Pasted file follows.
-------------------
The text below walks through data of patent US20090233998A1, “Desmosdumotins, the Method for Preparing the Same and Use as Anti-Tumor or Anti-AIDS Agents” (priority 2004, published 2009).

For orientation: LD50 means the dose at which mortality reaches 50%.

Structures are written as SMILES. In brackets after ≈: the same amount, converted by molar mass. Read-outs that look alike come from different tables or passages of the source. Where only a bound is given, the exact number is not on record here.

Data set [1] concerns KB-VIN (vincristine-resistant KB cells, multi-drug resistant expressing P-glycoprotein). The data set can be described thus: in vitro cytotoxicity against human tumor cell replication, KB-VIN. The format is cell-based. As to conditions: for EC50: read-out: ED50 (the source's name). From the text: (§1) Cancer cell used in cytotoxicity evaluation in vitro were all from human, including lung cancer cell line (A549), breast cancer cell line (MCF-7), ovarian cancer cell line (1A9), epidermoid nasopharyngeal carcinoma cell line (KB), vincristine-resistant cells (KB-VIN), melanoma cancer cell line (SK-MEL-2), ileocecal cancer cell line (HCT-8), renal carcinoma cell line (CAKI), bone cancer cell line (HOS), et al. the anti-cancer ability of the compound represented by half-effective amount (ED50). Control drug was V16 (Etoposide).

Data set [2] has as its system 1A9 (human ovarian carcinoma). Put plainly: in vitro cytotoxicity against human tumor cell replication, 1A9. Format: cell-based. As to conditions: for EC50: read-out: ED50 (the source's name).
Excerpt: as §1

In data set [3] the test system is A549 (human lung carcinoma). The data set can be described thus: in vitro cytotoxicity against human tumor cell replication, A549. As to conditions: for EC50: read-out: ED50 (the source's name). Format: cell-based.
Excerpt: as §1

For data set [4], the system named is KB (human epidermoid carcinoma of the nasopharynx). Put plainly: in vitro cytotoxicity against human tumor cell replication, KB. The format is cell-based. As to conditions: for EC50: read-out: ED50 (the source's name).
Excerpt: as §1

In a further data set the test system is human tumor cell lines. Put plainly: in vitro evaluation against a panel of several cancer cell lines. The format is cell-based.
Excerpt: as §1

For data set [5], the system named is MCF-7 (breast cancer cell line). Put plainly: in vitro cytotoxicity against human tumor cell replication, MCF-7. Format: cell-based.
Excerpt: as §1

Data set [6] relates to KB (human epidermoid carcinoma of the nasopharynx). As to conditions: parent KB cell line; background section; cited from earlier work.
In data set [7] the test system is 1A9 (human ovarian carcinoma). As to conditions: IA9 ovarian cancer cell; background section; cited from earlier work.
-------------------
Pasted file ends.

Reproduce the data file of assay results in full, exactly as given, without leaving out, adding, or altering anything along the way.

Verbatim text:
The text below walks through data of patent US20090233998A1, “Desmosdumotins, the Method for Preparing the Same and Use as Anti-Tumor or Anti-AIDS Agents” (priority 2004, published 2009).

For orientation: LD50 means the dose at which mortality reaches 50%.

Structures are written as SMILES. In brackets after ≈: the same amount, converted by molar mass. Read-outs that look alike come from different tables or passages of the source. Where only a bound is given, the exact number is not on record here.

Data set [1] concerns KB-VIN (vincristine-resistant KB cells, multi-drug resistant expressing P-glycoprotein). The data set can be described thus: in vitro cytotoxicity against human tumor cell replication, KB-VIN. The format is cell-based. As to conditions: for EC50: read-out: ED50 (the source's name). From the text: (§1) Cancer cell used in cytotoxicity evaluation in vitro were all from human, including lung cancer cell line (A549), breast cancer cell line (MCF-7), ovarian cancer cell line (1A9), epidermoid nasopharyngeal carcinoma cell line (KB), vincristine-resistant cells (KB-VIN), melanoma cancer cell line (SK-MEL-2), ileocecal cancer cell line (HCT-8), renal carcinoma cell line (CAKI), bone cancer cell line (HOS), et al. the anti-cancer ability of the compound represented by half-effective amount (ED50). Control drug was V16 (Etoposide).

Data set [2] has as its system 1A9 (human ovarian carcinoma). Put plainly: in vitro cytotoxicity against human tumor cell replication, 1A9. Format: cell-based. As to conditions: for EC50: read-out: ED50 (the source's name).
Excerpt: as §1

In data set [3] the test system is A549 (human lung carcinoma). The data set can be described thus: in vitro cytotoxicity against human tumor cell replication, A549. As to conditions: for EC50: read-out: ED50 (the source's name). Format: cell-based.
Excerpt: as §1

For data set [4], the system named is KB (human epidermoid carcinoma of the nasopharynx). Put plainly: in vitro cytotoxicity against human tumor cell replication, KB. The format is cell-based. As to conditions: for EC50: read-out: ED50 (the source's name).
Excerpt: as §1

In a further data set the test system is human tumor cell lines. Put plainly: in vitro evaluation against a panel of several cancer cell lines. The format is cell-based.
Excerpt: as §1

For data set [5], the system named is MCF-7 (breast cancer cell line). Put plainly: in vitro cytotoxicity against human tumor cell replication, MCF-7. Format: cell-based.
Excerpt: as §1

Data set [6] relates to KB (human epidermoid carcinoma of the nasopharynx). As to conditions: parent KB cell line; background section; cited from earlier work.
In data set [7] the test system is 1A9 (human ovarian carcinoma). As to conditions: IA9 ovarian cancer cell; background section; cited from earlier work.